Best known for the distinctive blend of black metal that emerged from its lands in the late-80s and early-90s, Greece is widely and appropriately recognized as one of the most important historical locations in the evolution of some of the darkest and most obscure music ever created. The bands which are most often credited with the development of this Hellenic metal strain are those such as the great Rotting Christ, Varathron, and Necromantia. Less commonly discussed in the same breath, but equally deserving, is Death Courier, who shared the same stage in terms of both period and geography with the three aforementioned bands.
In fact, whereas the other three released their first albums in 1993, Death Courier's debut album, Demise, actually predated them all by a year. Stylistically speaking, the vocal delivery as well as the rhythmically-oriented riffing, as characterized by generous implementation of palm muting, all serve to underscore the connection shared among these bands. However, although they were conceived from the ancient Greek Gods and thusly born into the same lineage, Death Courier's sound exhibits some notable differences which lead them to be categorized somewhat differently than their Hellenic black metal kin.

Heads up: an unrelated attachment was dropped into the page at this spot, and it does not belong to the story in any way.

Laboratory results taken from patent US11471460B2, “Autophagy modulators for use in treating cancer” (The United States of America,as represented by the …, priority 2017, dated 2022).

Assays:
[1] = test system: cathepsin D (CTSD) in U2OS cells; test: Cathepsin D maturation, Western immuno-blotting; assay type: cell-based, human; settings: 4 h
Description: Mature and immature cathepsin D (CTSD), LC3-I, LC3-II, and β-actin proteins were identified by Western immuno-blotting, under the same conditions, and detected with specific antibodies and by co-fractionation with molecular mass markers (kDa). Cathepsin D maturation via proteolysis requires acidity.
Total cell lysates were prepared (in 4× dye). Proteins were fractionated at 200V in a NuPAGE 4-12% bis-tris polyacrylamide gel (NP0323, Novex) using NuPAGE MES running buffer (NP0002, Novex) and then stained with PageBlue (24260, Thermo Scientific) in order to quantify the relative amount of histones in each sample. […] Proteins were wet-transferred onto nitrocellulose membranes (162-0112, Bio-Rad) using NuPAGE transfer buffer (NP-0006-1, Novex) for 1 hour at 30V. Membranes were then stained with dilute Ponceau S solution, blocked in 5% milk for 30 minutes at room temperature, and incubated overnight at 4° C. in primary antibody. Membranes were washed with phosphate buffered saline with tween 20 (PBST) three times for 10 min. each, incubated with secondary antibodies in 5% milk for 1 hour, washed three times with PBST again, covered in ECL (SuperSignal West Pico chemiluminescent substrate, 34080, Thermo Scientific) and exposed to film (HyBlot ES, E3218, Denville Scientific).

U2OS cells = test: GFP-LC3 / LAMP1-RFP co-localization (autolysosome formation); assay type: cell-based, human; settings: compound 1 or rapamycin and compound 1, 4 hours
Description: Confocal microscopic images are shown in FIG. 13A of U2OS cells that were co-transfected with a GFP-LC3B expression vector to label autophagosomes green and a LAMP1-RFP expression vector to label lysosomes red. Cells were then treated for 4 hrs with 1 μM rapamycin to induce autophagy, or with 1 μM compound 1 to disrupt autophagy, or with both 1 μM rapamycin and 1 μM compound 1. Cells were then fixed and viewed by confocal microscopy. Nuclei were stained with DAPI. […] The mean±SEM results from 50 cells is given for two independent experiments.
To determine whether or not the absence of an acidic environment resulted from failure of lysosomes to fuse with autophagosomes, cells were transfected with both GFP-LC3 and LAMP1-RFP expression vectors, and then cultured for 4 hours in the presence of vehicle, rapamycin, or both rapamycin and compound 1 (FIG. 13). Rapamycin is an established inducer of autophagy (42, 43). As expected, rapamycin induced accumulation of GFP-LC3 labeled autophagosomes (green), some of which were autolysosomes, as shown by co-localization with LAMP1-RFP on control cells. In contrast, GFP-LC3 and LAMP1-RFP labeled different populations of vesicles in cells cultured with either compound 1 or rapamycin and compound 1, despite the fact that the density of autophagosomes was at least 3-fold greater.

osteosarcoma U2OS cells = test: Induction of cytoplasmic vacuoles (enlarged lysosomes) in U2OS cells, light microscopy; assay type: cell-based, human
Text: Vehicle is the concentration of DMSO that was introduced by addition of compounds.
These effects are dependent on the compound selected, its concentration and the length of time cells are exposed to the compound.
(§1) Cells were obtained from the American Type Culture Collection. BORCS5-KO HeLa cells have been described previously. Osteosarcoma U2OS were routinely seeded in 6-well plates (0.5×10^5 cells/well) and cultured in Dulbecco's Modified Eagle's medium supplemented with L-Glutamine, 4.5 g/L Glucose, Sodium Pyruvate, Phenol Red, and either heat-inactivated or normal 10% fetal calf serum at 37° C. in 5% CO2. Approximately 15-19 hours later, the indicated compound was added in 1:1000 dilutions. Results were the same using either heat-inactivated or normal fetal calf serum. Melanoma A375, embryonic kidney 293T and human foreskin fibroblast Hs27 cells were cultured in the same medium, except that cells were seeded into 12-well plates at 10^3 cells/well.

Specifically, Death Courier could justifiably be more appropriately categorized as a death/thrash band, as opposed to a pure black metal band. Further confirming the band's differing approach, their lyrics explore themes as divergent from black metal norms as the killing of cops (i.e., the original "Copkiller") and biochemical warfare, as in the song "Infected."